DPI engines are also a key element in programmable networks. These networks allow for the separation of control and data flows and for dynamic scaling of network functions in virtualized entities. As for IoT, this means that you can define and supply individual quality parameters for different services, which guarantees flexibility when handling the manifold and dynamic requirements for network resources. Using DPI, you can identify which applications cause the highest network load. Based on these metrics, you can, for example, selectively prioritize or limit streaming applications.
Analyzing data in real time
As IoT devices generally only establish short-time connections with each other, load balancing and individual quality parameters are becoming much more dynamic. Also, it is increasingly difficult to track individual devices within a network. In a dynamic IoT network, it is impossible to set up a conventional firewall at every single gateway, which is why both better analysis and a new security concept are needed. In such a structure, a DPI solution is able to connect information from the user level to firewall-based solutions.
A firewall for industrial networks needs to fulfill another requirement. As data transfer in a production network needs to be secured in real time, the usual sequential data processing is not an option because it would slow down the systems. Instead, fast, parallel data processing is needed. Real next-generation firewalls (NGFW) use this data-flow-based technology, the single-pass technology. To increase performance, they do not wait for the complete file but immediately start checking when the first packet arrives. Thanks to a shared database for firewall and web filter rules as well as for antivirus and IPS signatures, data packets only need to be processed once.
Info box: Rohde & Schwarz Cybersecurity secures industrial IoT networks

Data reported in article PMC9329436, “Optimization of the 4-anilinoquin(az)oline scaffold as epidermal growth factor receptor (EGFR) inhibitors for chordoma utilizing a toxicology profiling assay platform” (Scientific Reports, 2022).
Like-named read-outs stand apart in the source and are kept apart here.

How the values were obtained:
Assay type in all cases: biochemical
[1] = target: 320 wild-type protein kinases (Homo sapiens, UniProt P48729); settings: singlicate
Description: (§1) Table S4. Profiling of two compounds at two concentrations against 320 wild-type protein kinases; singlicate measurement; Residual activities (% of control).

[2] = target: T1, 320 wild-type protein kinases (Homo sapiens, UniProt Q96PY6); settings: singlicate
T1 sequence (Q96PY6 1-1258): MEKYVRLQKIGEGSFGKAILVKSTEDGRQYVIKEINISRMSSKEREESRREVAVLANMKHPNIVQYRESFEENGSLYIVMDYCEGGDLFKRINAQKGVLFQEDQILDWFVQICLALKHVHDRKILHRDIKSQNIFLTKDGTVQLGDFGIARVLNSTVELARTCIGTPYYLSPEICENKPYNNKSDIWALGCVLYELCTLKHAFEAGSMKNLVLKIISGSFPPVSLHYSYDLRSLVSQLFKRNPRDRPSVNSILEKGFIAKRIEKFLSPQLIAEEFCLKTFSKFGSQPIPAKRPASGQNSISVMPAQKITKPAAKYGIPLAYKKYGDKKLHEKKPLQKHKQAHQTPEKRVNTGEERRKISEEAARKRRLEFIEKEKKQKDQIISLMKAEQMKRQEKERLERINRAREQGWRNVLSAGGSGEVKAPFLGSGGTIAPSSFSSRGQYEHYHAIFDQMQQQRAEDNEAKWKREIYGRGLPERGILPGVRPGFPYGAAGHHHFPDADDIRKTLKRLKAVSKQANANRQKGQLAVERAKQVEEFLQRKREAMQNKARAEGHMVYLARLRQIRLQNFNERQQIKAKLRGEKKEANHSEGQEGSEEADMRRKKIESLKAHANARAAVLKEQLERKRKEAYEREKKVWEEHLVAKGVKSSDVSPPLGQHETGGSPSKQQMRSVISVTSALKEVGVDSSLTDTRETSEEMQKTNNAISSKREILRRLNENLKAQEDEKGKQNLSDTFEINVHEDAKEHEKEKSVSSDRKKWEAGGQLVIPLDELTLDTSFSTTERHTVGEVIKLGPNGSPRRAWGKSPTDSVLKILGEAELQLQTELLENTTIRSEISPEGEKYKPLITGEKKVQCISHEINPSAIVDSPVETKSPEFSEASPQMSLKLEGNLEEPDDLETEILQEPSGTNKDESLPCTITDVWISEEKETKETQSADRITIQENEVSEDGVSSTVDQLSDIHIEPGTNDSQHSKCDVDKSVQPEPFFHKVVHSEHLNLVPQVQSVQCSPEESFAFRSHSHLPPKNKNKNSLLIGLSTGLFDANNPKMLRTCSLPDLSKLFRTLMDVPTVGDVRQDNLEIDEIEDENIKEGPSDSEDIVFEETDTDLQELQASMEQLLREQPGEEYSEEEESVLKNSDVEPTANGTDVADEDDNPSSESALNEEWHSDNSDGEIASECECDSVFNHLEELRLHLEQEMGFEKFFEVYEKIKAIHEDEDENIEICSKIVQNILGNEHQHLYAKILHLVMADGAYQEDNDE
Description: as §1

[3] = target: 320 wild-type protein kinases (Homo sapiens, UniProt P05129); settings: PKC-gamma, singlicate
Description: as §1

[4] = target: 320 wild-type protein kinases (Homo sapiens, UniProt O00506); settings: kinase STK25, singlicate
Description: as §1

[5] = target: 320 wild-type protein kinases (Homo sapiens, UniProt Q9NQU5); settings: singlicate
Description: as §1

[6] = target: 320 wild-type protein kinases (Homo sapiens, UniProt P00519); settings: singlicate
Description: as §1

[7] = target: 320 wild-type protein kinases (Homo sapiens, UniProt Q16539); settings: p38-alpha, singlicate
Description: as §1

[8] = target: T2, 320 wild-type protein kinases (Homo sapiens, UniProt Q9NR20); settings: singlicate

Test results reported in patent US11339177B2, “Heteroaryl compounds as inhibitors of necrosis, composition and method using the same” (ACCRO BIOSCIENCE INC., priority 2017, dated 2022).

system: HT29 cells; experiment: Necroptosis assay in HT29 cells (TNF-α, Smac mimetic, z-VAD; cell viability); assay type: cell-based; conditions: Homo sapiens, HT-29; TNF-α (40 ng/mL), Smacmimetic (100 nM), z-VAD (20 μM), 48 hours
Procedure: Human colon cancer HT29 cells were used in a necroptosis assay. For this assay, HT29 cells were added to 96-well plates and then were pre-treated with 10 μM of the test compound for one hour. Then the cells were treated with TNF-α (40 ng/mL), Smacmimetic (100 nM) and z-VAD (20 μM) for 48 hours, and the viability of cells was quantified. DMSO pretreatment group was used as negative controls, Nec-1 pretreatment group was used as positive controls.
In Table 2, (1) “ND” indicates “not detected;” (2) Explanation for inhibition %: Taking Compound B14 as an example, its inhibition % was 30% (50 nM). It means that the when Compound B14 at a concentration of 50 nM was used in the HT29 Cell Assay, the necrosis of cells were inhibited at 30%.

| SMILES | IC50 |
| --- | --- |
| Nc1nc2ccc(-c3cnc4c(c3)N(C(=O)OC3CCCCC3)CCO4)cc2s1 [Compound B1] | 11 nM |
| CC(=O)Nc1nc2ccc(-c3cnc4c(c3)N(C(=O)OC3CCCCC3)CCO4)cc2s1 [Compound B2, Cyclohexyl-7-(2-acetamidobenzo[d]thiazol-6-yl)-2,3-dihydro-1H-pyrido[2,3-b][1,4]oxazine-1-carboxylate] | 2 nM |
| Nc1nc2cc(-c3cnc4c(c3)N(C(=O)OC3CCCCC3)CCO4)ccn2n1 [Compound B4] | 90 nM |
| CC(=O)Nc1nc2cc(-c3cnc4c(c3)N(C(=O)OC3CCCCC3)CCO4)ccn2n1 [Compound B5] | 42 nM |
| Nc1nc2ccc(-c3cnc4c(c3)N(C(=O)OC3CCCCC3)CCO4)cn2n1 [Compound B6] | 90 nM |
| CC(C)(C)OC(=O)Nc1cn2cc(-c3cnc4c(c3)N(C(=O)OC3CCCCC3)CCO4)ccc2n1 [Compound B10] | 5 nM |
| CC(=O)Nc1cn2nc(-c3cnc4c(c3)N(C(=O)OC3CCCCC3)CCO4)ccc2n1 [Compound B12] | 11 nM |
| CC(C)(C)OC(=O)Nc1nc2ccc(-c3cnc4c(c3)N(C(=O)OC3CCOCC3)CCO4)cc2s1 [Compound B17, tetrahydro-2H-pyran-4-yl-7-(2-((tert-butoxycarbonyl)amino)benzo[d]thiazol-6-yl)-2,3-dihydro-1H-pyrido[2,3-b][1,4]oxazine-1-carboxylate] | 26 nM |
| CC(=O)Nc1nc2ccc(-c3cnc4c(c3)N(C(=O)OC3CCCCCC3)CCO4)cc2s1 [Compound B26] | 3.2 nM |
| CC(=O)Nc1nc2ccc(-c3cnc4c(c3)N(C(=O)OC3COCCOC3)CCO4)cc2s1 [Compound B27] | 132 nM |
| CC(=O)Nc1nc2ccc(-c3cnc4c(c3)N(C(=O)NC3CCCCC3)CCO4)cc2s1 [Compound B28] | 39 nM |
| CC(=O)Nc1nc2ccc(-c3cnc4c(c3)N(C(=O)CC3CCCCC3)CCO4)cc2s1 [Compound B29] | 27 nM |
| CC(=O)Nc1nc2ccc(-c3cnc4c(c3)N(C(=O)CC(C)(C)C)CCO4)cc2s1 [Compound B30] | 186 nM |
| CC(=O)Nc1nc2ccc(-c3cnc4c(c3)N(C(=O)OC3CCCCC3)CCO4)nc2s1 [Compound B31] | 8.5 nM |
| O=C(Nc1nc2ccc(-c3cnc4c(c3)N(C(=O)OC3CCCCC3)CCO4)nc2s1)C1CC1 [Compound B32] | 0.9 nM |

Industrial firewall with DPI engine
The next-generation firewall gateprotect Specialized Line has been developed specifically for complex industrial environments requiring high-level protection. It includes the Deep Packet Inspection engine R&S®PACE 2, a world-leading DPI product. The gateprotect Specialized Line ensures data transfer in real time, analyzing data with a data-flow-based single-pass technology. The firewall is configured to meet each customer’s individual needs, which enables it to decode industry-specific communication protocols. The protocol and application detection software R&S®PACE 2 allows for various individual use cases. Firewall vendors and other IT security suppliers can purchase it as a separate product.
Robust firewall for tough environments
The UTM firewall GP-Tough has been developed for challenging environments such as wind farms, workshops, ships, airplanes or railway traffic. Thanks to its robust hardware, it is dust- and splash-proof and well protected against extreme motion and temperatures.
Protecting web applications
The security solutions for web applications by DenyAll offer additional protection for web-based connections in Industry 4.0. Rohde & Schwarz Cybersecurity acquired the French company in December of 2016. The DenyAll web application firewalls (WAF) and web services firewalls (WSF) protect all web services against attacks and misuse. Machines increasingly communicate with each other via web services. This makes the behavior- and application-based DenyAll solutions an essential component for securing IoT applications in the manufacturing industry.